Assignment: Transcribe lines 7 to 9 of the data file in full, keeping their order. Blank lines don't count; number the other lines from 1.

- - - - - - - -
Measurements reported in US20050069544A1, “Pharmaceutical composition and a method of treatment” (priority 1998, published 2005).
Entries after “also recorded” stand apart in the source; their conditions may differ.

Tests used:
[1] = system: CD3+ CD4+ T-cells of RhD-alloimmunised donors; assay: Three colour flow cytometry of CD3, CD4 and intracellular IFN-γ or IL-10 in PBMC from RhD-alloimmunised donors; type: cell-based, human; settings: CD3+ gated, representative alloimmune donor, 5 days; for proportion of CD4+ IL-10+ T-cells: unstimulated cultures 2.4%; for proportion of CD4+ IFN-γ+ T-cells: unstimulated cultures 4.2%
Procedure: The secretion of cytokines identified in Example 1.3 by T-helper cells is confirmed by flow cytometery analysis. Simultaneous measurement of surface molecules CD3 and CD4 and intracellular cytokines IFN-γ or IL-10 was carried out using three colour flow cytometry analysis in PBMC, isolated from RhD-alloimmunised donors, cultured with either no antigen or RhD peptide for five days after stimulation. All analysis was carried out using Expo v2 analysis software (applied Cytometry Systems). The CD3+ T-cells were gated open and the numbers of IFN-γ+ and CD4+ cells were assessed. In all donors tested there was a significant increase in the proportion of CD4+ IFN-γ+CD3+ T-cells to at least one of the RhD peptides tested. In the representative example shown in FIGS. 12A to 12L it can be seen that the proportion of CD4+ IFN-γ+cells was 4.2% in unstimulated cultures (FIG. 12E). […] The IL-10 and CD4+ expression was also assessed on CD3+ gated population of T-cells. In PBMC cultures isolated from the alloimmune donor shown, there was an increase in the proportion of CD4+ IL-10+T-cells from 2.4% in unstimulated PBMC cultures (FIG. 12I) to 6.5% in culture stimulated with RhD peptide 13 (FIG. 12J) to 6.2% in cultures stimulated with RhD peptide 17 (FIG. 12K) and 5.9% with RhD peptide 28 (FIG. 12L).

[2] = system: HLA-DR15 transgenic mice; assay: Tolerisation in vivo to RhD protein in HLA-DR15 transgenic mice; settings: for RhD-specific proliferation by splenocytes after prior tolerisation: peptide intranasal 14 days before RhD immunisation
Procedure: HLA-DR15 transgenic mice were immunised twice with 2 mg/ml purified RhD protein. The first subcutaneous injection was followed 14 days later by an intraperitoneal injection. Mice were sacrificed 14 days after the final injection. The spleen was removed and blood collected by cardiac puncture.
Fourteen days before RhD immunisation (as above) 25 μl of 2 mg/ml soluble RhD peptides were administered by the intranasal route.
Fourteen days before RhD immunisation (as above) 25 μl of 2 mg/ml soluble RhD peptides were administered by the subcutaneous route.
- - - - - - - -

Procedure: HLA-DR15 transgenic mice were immunised twice with 2 mg/ml purified RhD protein. The first subcutaneous injection was followed 14 days later by an intraperitoneal injection. Mice were sacrificed 14 days after the final injection. The spleen was removed and blood collected by cardiac puncture.
Fourteen days before RhD immunisation (as above) 25 μl of 2 mg/ml soluble RhD peptides were administered by the intranasal route.
Fourteen days before RhD immunisation (as above) 25 μl of 2 mg/ml soluble RhD peptides were administered by the subcutaneous route.